The Unionist "vow" to devolve more powers from Westminster to Holyrood ahead of the Scottish independence referendum in September 2014 made "little difference" to the result of the vote, a study has found.
The report from Edinburgh, Glasgow and Essex universities academics, released by the Centre on Constitutional Change, revealed that only 3.4% of "No" voters saw the "vow" as their main voting factor.
But more than four in ten (41.3%) of "Yes" voters thought the pledge did have an effect on the historic result.
The research also revealed that the biggest motivation behind "No" voters was "feeling British/believe in the Union". This factor was cited by 28.5% of "No" respondents.
In addition, almost 28% of "No" voters said they were too concerned about "too many unanswered questions" about Scotland breaking away from the rest of the UK.
"The trajectory of opinion during the campaign suggests that the drift back to No predated the famous 'Vow' on the Daily Record's front cover," said Dr Rob Johns, of the University of Essex.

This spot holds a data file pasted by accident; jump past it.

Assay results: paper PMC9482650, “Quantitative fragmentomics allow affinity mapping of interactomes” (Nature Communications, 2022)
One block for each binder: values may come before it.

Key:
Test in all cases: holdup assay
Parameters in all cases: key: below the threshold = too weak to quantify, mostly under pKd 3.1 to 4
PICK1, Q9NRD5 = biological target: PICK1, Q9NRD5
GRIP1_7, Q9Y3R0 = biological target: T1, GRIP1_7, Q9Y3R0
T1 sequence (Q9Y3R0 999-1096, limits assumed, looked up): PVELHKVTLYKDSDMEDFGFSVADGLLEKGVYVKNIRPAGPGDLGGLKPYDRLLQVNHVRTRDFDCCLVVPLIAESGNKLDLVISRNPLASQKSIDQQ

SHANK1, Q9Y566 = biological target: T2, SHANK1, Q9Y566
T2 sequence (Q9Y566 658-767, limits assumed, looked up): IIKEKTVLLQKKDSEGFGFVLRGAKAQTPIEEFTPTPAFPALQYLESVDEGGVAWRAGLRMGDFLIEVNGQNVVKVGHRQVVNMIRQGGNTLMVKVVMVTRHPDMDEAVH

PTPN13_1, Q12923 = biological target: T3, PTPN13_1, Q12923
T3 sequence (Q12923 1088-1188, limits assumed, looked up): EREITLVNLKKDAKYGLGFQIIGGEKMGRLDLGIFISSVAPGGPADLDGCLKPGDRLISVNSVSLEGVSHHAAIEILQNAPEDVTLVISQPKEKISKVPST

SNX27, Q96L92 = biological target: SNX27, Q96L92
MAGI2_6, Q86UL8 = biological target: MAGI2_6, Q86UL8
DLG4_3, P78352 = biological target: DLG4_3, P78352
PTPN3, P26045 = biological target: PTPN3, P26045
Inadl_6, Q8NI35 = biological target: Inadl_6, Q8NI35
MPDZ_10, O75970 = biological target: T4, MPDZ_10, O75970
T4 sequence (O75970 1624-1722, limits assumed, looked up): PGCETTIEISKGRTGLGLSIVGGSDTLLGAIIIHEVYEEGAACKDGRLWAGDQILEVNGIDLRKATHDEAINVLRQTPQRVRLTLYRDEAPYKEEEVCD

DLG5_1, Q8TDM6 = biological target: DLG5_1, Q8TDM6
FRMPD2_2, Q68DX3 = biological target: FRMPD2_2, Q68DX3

"It is not unusual for a misleading narrative to develop about what swung an election or referendum. According to our data, anyone who thinks 'it was the Vow wot won it' is exaggerating, to say the least.
"However, once these narratives develop, they can be hard to shift. We may well see the effect of this one when voters turn out for the general election in May."
The Scottish National Party (SNP), despite losing the vote alongside other nationalistic factions, has seen its membership surge to more than 100,000.
Nicola Sturgeon's party is forecast to take tens of seats from Labour north of the border at the 7 May general election.
Scottish Labour's new leader, Jim Murphy, recently announced a £1bn ($1.4bn) jobs and student plan to help fight back the SNP with just weeks to go before the election.